Lessons We’ve Learned About Winter Boondocking Boondoggles

“Are you going soft on me?” Jim asked the other day. I know what he’s thinking. He believes I’m turning into a wuss because I extended our stay at FoY through March 4th. To that I say, “Why not?” I got the four-month seasonal rate, and this winter is predicted to be freekin’ cold, even here out west. But the real reason I did it was because those winter boondocking boondoggles we often endure are just plain hard. A little comfort while we work our butts off making a living is a nice thing, even if we have to reach deep into your wallet to pay for it.

11 Years Later, We’ve Learned a Few Lessons About Winter Boondocking

winter boondocking,RVing,full-time RVing,nomad,

Getting from place to place in winter often turns into this.

The big joke at FoY is that once you stay here, you’ll always return. And each time you do, that stay gets longer and longer. We are no exception. Over the course of our four winter stays here, I’ve discovered that not only is it darn nice to have full hookups during the coldest months of the year, but being able to soak in hot tubs whenever we want is living the dream!

winter boondocking,RVing,full-time RVing,nomad,

Thinking warm thoughts isn’t always enough during winter!

Sure, I’d love to avoid paying our $655 a month rent. That’s a lot of money for us. So if that’s the case, why aren’t we with the thousands of winter RV boondockers in Quartzsite? After all, a boondocking stay anywhere on BLM land costs next to nothing. It gets crowded at times, but it’s nothing compared to packed snowbird destinations like Florida. And the scenery is beautiful. 

winter boondocking,RVing,full-time RVing,nomad,

Quartzsite has nice sunrises and sunsets. That’s about it.

Well, the main reason we aren’t there is because the weather in Quartzsite has always sucked whenever we’ve visited! It can be sunny and cold one day, then windy, cold and gray for another week. 

winter boondocking,RVing,full-time RVing,nomad,

Soaking up solar power in Quartzsite

And when we’ve gone to other favorite free boondocking spots like the Big Bend, getting there before March can subject us to brutally cold and frosty weather.

winter boondocking,RVing,full-time RVing,nomad,

February weather is hit or miss in the Big Bend.

And forget winter dry camping in Nevada. You can die out there!

winter boondocking,RVing,full-time RVing,nomad,

We haven’t returned to Basin and Range since this happened.

No matter where we dry camp during winter (or summer for that matter) running on solar power and holding tanks in our Arctic Fox requires conservative management of resources. We constantly have to think about managing our RV battery juice, conserving the water we haul, and well, forget taking long hot showers to warm up on a cold morning. That’s totally do-able in summer. But doing it day in and day out, all winter long, is such a major pain in the butt!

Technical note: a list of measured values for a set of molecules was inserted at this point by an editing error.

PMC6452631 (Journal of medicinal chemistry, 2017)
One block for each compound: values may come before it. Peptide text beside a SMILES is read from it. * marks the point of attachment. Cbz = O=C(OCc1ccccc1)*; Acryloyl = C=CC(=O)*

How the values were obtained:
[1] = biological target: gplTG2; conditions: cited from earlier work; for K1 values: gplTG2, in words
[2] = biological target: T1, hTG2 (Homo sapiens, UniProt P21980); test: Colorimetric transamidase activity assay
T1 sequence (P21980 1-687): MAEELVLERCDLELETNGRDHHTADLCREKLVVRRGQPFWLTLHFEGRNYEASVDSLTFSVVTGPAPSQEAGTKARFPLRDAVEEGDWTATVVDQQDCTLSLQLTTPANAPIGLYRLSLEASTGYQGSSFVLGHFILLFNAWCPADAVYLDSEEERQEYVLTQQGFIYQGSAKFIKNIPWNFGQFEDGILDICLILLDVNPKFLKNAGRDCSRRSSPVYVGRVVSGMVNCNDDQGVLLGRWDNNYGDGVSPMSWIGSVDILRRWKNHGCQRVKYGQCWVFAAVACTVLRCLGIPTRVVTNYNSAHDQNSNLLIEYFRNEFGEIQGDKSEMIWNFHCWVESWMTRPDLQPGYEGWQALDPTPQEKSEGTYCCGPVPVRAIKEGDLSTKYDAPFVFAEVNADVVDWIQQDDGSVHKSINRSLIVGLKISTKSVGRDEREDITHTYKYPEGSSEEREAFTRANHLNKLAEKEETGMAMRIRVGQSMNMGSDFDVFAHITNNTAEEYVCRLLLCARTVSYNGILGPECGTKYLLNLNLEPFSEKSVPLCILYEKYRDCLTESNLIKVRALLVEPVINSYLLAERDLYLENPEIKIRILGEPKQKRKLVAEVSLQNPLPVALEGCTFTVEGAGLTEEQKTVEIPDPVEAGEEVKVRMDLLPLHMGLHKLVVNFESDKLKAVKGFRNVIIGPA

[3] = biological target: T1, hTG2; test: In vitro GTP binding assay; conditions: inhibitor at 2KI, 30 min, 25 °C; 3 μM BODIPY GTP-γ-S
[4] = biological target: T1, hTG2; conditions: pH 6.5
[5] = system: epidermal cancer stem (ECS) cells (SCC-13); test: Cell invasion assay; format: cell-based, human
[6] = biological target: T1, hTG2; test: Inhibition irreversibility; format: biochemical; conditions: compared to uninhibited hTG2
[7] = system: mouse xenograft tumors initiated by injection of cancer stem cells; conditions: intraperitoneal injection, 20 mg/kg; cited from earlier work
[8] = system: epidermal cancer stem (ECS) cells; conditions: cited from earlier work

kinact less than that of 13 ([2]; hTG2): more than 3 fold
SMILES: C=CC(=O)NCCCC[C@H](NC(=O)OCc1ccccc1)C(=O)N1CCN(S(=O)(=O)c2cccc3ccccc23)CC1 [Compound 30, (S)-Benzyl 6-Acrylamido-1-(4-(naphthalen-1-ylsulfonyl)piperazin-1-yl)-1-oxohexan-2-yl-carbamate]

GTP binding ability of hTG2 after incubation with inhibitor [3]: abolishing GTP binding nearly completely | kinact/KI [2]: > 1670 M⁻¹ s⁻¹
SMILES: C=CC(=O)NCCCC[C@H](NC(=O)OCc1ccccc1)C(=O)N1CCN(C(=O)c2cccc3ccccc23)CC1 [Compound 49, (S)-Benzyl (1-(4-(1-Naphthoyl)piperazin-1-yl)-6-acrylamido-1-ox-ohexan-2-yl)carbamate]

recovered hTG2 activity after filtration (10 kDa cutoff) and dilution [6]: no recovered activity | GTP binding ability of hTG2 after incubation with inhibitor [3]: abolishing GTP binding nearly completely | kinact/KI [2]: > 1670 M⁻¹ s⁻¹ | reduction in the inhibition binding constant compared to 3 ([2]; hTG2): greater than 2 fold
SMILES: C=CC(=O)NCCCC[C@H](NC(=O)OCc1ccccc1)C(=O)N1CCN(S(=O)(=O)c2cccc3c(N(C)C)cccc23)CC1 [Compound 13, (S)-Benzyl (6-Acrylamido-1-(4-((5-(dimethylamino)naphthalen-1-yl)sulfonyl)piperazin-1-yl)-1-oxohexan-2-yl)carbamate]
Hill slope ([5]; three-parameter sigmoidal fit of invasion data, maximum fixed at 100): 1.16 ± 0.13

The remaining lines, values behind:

winter boondocking,RVing,full-time RVing,nomad,

Making the most of a snowy day.

But here at FoY, even when it’s a chilly 39 degrees outside as it was the other morning, we are free to live and do as we please. I can warm up with our furnace at 5 am, or take a long steamy shower until my hot water tank runs out. I can stay up late without running a generator. I don’t need to think about resources management, and free up my brain for other tasks, like earning a living. There’s something to be said for living a sort of ‘normal’ life!

Don’t get me wrong. There is plenty of boondocking in our future. As soon as we leave, we’ll have to go find those free spots again, just to stay on budget and make up for the rent we paid all winter. Is it worth it? Yep, every penny.

Tags: ,

6 Responses to “Lessons We’ve Learned About Winter Boondocking Boondoggles”

  1. FOY is so nice…
    We had 9″ of snow today, pretty but a bother.
    Winter is challenging when boondocking so it’s natural to want to hole up somewhere. I hear way South Texas is pretty nice too

    • Yikes! That’s a lotta snow. Well, you get your exercise shoveling it I’m sure. We’ve never been to South Texas, it’s on our “someday” list. Stay warm!

  2. I think its a very natural progression as one spends more years on the road. We did the same thing, not $655 a month but we did seek off more water/electric sites and FHU sites in the winter. You can either work harder to exist hauling water, driving to a dump station or just work a little harder at your job and make the money to cover your rent. IT ALL WORKS OUT IN THE END.
    Of course saying that does not rule out that fact that you could becoming a wuss!
    Enjoy

    • Larry, you’re right, and it’s comforting to k now that it all works out in the end, rather than obsessing over paying more rent over winter. We are at that point where working a little harder for those creature comforts during winter is totally worth it to us. And I am NOT a wuss, mister! 😉

  3. I’ve been thinking the same thing. Where we are in NM it is $150/month.. How can you go wrong. 60 and sunny beats Ontario, Canada.

Leave a Reply